A Green publisher is a publisher that endorses immediate self-archiving of their authors’ accepted final drafts (but not necessarily the publisher’s version of record) free for all on the web, immediately upon acceptance for publication.

    That’s all it takes for a publisher to be Green (and to be on the Side of the Angels).

    In the new language that some Green publishers have jointly adopted for their copyright transfer agreements recently, some new conditions have been added, based on three distinctions. Not all Green publishers have added all three conditions (Elsevier, for example, has only added two of them, IOP all three), but it does not matter, because all three distinctions are incoherent: They have no legal, logical, technical nor practical substance whatsoever. The only thing that a sensible person can and should do with them is to ignore them completely.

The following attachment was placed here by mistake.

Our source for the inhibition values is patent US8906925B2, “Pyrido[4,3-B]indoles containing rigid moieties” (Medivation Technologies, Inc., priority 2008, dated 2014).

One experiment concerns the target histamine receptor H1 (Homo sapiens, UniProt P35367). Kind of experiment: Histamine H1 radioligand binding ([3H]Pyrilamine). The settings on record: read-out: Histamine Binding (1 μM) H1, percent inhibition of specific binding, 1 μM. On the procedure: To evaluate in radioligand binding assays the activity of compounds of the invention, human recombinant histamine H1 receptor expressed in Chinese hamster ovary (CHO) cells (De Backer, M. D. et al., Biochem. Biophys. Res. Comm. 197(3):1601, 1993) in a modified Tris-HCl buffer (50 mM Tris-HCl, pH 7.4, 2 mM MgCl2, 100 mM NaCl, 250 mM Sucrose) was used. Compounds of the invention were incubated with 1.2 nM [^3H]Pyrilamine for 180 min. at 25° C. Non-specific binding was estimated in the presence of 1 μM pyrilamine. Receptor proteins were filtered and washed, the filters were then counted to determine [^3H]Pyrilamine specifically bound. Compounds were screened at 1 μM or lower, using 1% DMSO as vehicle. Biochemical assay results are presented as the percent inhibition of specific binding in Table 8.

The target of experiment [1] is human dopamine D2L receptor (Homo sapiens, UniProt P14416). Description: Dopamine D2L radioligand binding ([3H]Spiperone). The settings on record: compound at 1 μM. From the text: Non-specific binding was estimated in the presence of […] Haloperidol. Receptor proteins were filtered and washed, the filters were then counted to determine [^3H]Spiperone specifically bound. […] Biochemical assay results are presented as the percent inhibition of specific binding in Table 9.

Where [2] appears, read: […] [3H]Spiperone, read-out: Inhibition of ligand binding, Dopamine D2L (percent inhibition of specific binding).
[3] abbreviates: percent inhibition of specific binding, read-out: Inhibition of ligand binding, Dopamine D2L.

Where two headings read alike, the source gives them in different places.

Here they are. (The actual wording in the agreement will vary, but I am giving just the relevant gist.)

    (1) You may self-archive your final draft on the web, immediately upon acceptance for publication, free for all — but you may only do it on your personal institutional website, not in your institutional repository.

    This distinction is completely empty. Your institutional website and your institutional repository are just institutional disk sectors with different (arbitrary) names.

    (2) You may self-archive your final draft on the web, immediately upon acceptance for publication, free for all — but you may not do it where there is “systematic distribution.”

    All websites are systematically harvested by google and other search engines, and that’s how most users search and access them.